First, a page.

09/19/2001 Blaise Mosler (Florida)

Shark Attack Survivors News Archive for Shark Attacks in 2001

09/19/2001 Blaise Mosler (Florida)

Postby sharkbait » Sat Mar 19, 2005 1:33 am

Flyovers continue; incidents climb to 21

By SANDRA FREDERICK
STAFF WRITER

NEW SMYRNA BEACH — As Tropical Storm Gabrielle steams toward Bermuda, she leaves in her wake Volusia County´s 21st shark bite victim this year.

Blaise Mosler, a 14-year-old surfer from Longwood, was bitten just above his left ankle about 3 p.m. Tuesday near the 2800 block of North Atlantic Avenue, just a mile south of Ponce de Leon Inlet.

Beach officials said the murky waters and the high surf caused by the storm passing through over the weekend are the cause for Tuesday´s incident.

"It´s very typical of the bites we have been seeing in the inlet," said Joe Wooden, deputy chief of the Volusia County Beach Patrol.

Mosler, who was paddling out to the surf break when he was bitten, was treated at the scene for a 1 1/2 - to 2-inch cut on his left foot, Wooden said. He was not transported to a local hospital and he told officials he would likely go to an emergency facility near his home.

"We are being cautious and are doing flyovers," Wooden said. "We want to see how murky the waters are, how much baitfish there are in the area, and the number of sharks."

A 4 p.m. helicopter check by the county´s Beach Services department and the Sheriff´s Office did not spot any sharks, Wooden said. However, he said people should be aware of the potential for shark encounters because of the large number of baitfish along the shoreline and the inability of the shark to see its prey because of poor water clarity.

In mid-August, the Beach Patrol treated 10 people for shark bites in a 10-day period, creating a media frenzy and prompting the Beach Patrol to keep a stretch of surf just south of the inlet off limits to swimmers and surfers for more than a week.

So far this year, there have been 31 shark bites in Florida, 21 in Volusia County, according to George Burgess, director of the International Shark Attack File at the Florida Museum of Natural History in Gainesville. Worldwide, the shark file shows there have been 54 attacks this year, 43 in the United States.

Burgess said the good surf increased the number of surfers in the ocean and with the water as murky as it is, it was an accident waiting to happen.

"It´s a juicy situation for the surfers because of the turbulent waves caused by the storm. But there is also the regular number of sharks out there," he said Tuesday. "We are seeing the results."

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Last edited by sharkbait on Fri Nov 30, 2007 12:42 am, edited 2 times in total.
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Shark bites surfer along Volusia County coast

Postby Guest » Mon Apr 18, 2005 5:10 pm

Shark bites surfer along Volusia County coast
Sep.19..2001 Florida
NEW SMYRNA BEACH -- As Tropical Storm Gabrielle steams toward Bermuda, she leaves in her wake Volusia County's 21st shark bite victim this year.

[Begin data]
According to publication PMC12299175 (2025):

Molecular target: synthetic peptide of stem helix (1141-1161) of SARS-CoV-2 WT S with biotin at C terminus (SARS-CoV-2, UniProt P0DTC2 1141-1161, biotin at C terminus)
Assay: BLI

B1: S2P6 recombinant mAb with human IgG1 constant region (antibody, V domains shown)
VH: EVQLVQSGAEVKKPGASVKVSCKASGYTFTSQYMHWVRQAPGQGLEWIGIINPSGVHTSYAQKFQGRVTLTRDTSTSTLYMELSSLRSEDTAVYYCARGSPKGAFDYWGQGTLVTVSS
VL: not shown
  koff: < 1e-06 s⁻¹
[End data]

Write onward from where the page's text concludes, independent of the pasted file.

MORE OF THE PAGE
Blaise Mosler, a 14-year-old surfer from Longwood, was bitten on the left ankle about 3 p.m. Tuesday near the 2800 block of North Atlantic Avenue, just a mile south of Ponce de Leon Inlet.

Beach officials said the murky waters and the high surf caused by the storm passing through over the weekend are the cause for Tuesday's incident.

"It's very typical of the bites we have been seeing in the inlet," said Joe Wooden, deputy chief of the Volusia County Beach Patrol.

Mosler, who was paddling out to the surf break when he was bitten, was treated at the scene for a 1- to 2-inch cut on his right foot, Wooden said. He was not transported to a local hospital and he told officials he would likely go to an emergency facility near his home.

"We are being cautious and are doing flyovers," Wooden said. "We want to see how murky the waters are, how much baitfish there are in the area and the number of sharks."

A 4 p.m. helicopter check by the county's Beach Services department and the Sheriff's Office did not spot any sharks, Wooden said. However, he said people should be aware of the potential for shark encounters because of the large number of bait fish along the shoreline and the inability of the shark to see its prey because of poor water clarity.

In mid-August, the Beach Patrol treated 10 people for shark bites in a 10-day period, creating a media frenzy and prompting the Beach Patrol to keep a stretch of surf just south of the inlet off limits to swimmers and surfers for more than a week.

So far this year, 31 shark bites have been recorded in Florida, 21 in Volusia County, according to George Burgess, director of the International Shark Attack File at the Florida Museum of Natural History in Gainesville. Worldwide, the shark file shows there have been 54 attacks this year, 43 in the United States.

Burgess said the good surf increased the number of surfers in the ocean and, with the water as murky as it is, it was an accident waiting to happen.

"It's a juicy situation for the surfers because of the turbulent waves caused by the storm. But, there is also the regular number of sharks out there," he said Tuesday. "We are seeing the results."
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